> ... as a MapReduce job.
> MR jobs in Hadoop are really each individual submissions of
> application code to run on the cluster each and every time.
> In contrast, HBase coprocessors can be thought of like Linux loadable
> kernel modules. You add them to your infrastructure. HBase becomes
> more like an application deployment platform where the details of data
> colocation with the application code at scale is handled for you
> automatically, as is client side dispatch to the appropriate
> locations.
> An early design of coprocessors considered code shipping at request
> time, but that doesn't fit the extension model above well.
> But also consider that HBase is a short-request system. The latency of
> processing each individual RPC is important and expected to be a short
> as possible. If for a table where you want to extend server side
> function, imagine the overhead if that extension is shipped in every
> request. Each RPC would be what? 10x? 100x? larger? And there would be
> the client side latency of figuring the transitive closure of classes
> to send up, and then server side latency of installing the bytecode
> for execution and then removing it for GC.
> > Second, I didn't see any way to give parameters to coprocessors. Is that
> > really the case? If not, how would the parameters be handled?
> A coprocessor can be an Observer, linked in to server side function.
> Parameters are handed to your installed extension via upcall from
> HBase code.
> Or, a coprocessor can be an Endpoint. This is a dynamic RPC endpoint.
> You can send up any parameter to an endpoint via Exec as long as HBase
> RPC can serialize it.
> For more information see:
> https://blogs.apache.org/hbase/entry/coprocessor_introduction
> > Third, I assume coprocessors are using the processus/thread of the region
> > server. Does that means that, if multiple blocks need to be processed,
> > MaReduce should be more efficient? Are there other ways to know whether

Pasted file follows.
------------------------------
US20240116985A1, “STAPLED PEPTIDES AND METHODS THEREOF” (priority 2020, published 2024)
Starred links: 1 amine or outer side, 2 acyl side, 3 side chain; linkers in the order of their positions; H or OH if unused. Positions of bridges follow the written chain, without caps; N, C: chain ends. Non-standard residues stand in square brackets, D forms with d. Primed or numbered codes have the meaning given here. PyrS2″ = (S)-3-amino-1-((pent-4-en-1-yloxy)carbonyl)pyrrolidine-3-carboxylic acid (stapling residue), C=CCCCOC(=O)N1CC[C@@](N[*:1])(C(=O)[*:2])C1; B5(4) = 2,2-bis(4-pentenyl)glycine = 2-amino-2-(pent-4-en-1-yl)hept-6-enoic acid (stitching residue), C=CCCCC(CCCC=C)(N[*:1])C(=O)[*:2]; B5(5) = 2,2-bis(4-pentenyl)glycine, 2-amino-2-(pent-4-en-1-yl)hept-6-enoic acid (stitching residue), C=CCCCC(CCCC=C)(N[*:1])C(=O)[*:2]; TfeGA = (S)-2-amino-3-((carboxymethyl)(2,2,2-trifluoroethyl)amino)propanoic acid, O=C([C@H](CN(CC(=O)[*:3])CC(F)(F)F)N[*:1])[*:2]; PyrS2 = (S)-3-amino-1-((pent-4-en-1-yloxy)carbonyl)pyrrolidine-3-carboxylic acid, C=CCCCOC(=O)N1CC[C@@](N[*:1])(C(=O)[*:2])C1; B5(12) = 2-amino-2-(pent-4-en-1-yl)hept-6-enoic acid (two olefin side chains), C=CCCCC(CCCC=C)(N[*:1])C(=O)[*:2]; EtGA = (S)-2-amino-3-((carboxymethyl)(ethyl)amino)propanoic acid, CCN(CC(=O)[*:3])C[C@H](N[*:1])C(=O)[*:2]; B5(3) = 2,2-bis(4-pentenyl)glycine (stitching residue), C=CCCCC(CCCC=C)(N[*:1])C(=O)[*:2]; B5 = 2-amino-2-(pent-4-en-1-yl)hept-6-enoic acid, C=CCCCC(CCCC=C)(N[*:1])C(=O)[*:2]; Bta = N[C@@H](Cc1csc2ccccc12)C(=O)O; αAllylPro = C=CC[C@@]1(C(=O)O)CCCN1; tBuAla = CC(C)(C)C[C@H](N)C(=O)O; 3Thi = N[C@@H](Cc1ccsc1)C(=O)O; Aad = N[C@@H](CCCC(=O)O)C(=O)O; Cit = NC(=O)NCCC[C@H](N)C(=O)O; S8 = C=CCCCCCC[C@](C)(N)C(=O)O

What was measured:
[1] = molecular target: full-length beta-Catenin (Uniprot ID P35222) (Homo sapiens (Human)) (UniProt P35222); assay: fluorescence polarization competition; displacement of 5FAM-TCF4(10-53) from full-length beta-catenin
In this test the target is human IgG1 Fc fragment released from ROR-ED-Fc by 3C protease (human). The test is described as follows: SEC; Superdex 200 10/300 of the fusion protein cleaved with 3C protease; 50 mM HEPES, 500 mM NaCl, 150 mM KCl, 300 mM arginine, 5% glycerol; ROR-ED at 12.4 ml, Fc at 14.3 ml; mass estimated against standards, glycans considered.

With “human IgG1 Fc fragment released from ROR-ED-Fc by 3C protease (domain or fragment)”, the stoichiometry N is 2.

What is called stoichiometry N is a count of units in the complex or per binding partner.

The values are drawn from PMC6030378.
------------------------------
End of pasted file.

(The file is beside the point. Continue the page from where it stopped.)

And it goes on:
> > coprocessors or MapReduce should be chosen?
> Coprocessors operate on requests (RPCs), not blocks.
> If you address a coprocessor request to the whole table, whatever
> happens will happen on all regionservers in parallel. This is as far
> as the similarity to MapReduce goes.
> Conceivably you could implement a map() and reduce() interface on top
> of HBase using Coprocessors, but CPs themselves are a lower level
> extension framework.
> > Fourth, I know this is a really broad question but how would you compare
> > coprocessors to YARN? I have yet to know more about both subjects but I
> > feel that the concepts are not totally unrelated.
> Coprocessors are a low level extension framework, YARN is a general
> purpose high level cluster resource manager. Not in the same
> engineering ballpark.
> > Lastly, this is an implementation detail but how the client side waits
> for
> > the results? Is it possible to perform early aggregation or does the
> client
> > need to receive all the information before doing anything else?
> >
> > Regards
> >
> > Bertrand
> >
> >
> > Ps : My two sources for that subject are for HBase 0.92 :
> > * https://blogs.apache.org/hbase/entry/coprocessor_introduction
> > * HBase The Definitive Guide.
> --
> Best regards,
>    - Andy
> Problems worthy of attack prove their worth by hitting back. - Piet
> Hein (via Tom White)

Bertrand Dechoux